A news aggregator or news (feed) reader is a computer program which tracks syndicated information feeds. Most news aggregators allow one to ‘subscribe’ to a feed, and automatically keep track of the articles one has read, similar to an email client tracking read emails.
Open source is simply programming code that can be read, viewed, modified, and distributed, by anyone who desires.
A Page is often used to present “static” information about yourself or your site. A good example of a Page is information you would place on an About Page. A Page should not be confused with the time-oriented objects called posts. Pages are typically “timeless” in nature and live “outside” your blog.
The word “page” has long been used to describe any HTML document on the web. In WordPress, however, “Page” refers to a specific way to present content.
A permalink is a URL at which a resource or article will be permanently stored. Many pages driven by Content Management Systems contain excerpts of content which is frequently rotated, making linking to bits of information within them a game of chance. Permalinks allow users to bookmark full articles at a URL they know will never change, and will always present the same content.
Permalinks are optional in WordPress, but are highly recommended as they greatly increase the cleanliness of a URL and are important for Search Engine Optimization (SEO).
PHP is a recursive acronym for PHP: Hypertext Preprocessor. It is a popular server-side scripting language designed specifically for integration with HTML, and is used (often in conjunction with MySQL) in Content Management Systems and other web applications. It is available on many platforms, including Windows, Unix/Linux and Mac OS X, and is open source software.
Pingback lets you notify the author of an article if you link to his article (article on a blog, of course). If the links you include in an article you write on a blog lead to a blog which is pingback-enabled, then the author of that blog gets a notification in the form of a pingback that you linked to his article.
A Plugin is a group of php functions that can extend the functionality present in a standard WordPress weblog. These functions may all be defined in one php file, or may be spread among more than one file. you can activate a plugin from the “Plugins” page in the administration interface of your weblog.
Also known as “articles” and sometimes incorrectly referred to as “blogs”. In WordPress, “posts” are articles that you write to populate your blog.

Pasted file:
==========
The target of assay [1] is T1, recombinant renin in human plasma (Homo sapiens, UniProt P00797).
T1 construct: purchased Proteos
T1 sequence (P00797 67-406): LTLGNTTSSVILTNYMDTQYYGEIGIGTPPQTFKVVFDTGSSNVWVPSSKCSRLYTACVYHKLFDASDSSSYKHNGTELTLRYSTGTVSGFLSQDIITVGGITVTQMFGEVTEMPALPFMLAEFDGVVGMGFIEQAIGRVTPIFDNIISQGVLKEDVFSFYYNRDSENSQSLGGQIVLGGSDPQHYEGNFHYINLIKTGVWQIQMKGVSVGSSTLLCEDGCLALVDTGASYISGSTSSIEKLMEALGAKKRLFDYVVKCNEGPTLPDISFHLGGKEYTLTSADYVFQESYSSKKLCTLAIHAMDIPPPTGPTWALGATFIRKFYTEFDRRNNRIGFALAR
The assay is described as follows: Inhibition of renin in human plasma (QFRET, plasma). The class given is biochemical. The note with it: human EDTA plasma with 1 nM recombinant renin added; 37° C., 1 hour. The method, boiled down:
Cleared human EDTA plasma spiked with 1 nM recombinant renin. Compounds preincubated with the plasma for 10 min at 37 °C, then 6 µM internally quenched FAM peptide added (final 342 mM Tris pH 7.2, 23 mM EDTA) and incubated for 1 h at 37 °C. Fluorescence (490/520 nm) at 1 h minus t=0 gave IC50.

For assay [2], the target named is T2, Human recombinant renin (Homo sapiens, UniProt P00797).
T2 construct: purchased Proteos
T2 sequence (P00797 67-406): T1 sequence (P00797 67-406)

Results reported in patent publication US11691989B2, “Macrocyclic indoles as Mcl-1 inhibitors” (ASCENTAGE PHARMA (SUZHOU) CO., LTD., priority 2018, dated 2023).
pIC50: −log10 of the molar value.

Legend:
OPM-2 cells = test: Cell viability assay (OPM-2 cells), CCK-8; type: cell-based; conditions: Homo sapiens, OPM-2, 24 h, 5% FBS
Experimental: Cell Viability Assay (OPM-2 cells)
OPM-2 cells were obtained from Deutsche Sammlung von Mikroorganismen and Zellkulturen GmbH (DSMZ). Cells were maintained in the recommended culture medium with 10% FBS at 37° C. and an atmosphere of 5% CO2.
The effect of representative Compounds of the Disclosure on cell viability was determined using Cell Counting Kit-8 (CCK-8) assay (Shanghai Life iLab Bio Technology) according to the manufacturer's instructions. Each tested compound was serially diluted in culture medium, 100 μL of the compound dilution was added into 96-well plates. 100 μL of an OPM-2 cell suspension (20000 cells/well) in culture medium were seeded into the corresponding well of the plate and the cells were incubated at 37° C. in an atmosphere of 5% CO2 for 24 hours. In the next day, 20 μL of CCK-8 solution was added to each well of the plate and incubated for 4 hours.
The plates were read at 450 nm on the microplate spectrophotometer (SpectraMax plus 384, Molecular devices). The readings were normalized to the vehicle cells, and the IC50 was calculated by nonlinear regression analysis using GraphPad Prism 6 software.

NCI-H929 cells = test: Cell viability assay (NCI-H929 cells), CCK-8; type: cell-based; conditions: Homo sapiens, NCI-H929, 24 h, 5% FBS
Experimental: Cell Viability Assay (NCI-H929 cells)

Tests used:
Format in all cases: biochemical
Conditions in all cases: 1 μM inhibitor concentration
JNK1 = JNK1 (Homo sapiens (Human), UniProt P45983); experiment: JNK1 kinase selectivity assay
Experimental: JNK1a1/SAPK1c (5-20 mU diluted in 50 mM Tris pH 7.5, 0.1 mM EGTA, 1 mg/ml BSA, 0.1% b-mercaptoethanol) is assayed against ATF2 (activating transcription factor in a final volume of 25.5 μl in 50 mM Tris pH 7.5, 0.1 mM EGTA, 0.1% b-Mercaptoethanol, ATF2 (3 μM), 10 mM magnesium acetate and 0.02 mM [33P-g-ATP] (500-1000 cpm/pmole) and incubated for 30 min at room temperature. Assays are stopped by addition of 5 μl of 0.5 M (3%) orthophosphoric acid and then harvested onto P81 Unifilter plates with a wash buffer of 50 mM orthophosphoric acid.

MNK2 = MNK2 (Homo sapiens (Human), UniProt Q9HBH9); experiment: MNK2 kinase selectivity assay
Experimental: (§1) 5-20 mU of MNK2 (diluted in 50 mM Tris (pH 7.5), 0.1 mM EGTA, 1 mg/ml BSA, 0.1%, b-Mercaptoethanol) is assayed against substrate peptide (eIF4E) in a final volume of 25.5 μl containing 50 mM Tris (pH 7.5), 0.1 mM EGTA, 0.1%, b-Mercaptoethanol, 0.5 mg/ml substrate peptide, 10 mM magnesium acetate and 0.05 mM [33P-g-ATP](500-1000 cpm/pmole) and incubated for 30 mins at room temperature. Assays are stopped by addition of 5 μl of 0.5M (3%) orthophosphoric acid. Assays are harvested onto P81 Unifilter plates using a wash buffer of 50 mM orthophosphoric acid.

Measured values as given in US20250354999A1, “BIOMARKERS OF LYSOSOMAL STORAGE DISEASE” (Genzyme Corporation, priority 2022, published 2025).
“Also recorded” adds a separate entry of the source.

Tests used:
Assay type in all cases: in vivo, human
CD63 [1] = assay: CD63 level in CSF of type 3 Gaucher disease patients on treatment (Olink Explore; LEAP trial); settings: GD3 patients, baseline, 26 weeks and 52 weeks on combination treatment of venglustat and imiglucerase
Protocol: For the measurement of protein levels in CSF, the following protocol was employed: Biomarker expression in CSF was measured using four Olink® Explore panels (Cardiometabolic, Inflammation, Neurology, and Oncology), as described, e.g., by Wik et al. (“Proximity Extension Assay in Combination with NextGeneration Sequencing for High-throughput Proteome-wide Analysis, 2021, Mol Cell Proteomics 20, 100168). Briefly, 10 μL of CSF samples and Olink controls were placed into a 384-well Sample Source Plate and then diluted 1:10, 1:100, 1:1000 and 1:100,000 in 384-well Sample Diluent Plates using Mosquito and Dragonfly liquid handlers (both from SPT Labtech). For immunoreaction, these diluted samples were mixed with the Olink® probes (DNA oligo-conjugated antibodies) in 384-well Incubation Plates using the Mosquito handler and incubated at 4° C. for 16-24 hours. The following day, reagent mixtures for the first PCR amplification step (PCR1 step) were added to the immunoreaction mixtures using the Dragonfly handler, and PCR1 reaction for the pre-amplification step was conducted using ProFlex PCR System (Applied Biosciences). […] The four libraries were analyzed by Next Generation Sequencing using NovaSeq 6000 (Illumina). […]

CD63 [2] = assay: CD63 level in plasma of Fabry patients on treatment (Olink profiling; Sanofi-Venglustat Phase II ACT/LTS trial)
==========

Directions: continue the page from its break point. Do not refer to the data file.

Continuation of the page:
A few lowercase words separated by dashes, describing a post and usually derived from the post title to create a user-friendly (that is readable and without confusing characters) permalink. Post slug substitutes the “%posttitle%” placeholder in a custom permalink structure. Post slug should not be changed and is especially useful if the post title tends to be long or changes frequently.
The status of a post, as set in the Administration Panel, Write Post SubPanel is either: Published (viewable by everyone), Draft (incomplete post viewable by anyone with proper user level), or Private (viewable only to WordPress users at Administrator level).
Post type refers to the various structured data that is maintained in the WordPress posts table. Native (or built-in) registered post types are post, page, attachment, revision, and nav-menu-item. Custom post types allow users to easily create and manage such things as portfolios, projects, video libraries, podcasts, quotes, chats, and whatever a user or developer can imagine.
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“Really Simple Syndication“: a format for syndicating many types of content; specifically frequently updated content on a Web site, and is also known as a type of “feed” or “aggregator”. An RSS feed can contain a summary of content or the full text, and makes it easier for people to keep up to date with sites they like in an automated manner (much like e-mail).
The content of the feed can be read by using software called an RSS or Feed reader. Feed readers display hyperlinks, and include other metadata (information about information) that helps people decide whether they want to read more, follow a link, or move on.
The original intent of RSS is to make information come to you (via the feed reader) instead of you going out to look for it (via the Web).